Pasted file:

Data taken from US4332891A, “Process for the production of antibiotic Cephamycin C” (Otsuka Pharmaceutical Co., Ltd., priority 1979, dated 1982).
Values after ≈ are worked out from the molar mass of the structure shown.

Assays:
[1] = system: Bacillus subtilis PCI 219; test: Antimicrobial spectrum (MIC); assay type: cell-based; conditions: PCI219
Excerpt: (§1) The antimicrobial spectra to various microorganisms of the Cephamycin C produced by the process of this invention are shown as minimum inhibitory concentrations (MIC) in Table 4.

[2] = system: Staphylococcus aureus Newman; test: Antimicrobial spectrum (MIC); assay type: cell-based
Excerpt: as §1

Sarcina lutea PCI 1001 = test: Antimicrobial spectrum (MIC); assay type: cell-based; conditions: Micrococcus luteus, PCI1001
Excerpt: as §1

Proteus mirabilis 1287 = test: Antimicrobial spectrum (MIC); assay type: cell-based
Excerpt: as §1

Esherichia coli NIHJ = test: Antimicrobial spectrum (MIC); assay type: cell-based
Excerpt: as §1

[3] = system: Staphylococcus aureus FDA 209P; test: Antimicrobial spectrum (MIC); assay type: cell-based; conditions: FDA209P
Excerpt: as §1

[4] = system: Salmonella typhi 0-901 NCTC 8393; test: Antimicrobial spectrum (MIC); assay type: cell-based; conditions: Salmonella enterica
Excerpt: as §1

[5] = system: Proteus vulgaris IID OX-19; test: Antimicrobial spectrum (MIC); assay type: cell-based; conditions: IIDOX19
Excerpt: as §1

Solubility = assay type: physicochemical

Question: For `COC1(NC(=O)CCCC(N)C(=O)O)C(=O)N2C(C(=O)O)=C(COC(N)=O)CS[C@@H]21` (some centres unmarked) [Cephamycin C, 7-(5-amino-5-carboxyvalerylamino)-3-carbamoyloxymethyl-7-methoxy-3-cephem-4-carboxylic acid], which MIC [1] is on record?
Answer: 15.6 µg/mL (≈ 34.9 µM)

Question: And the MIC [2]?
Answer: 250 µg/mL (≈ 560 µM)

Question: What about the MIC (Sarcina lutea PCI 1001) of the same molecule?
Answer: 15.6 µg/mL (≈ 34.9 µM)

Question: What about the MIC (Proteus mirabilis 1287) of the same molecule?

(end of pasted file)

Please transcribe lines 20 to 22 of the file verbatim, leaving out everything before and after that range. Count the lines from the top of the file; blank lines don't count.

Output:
Solubility = assay type: physicochemical

Question: For `COC1(NC(=O)CCCC(N)C(=O)O)C(=O)N2C(C(=O)O)=C(COC(N)=O)CS[C@@H]21` (some centres unmarked) [Cephamycin C, 7-(5-amino-5-carboxyvalerylamino)-3-carbamoyloxymethyl-7-methoxy-3-cephem-4-carboxylic acid], which MIC [1] is on record?
Answer: 15.6 µg/mL (≈ 34.9 µM)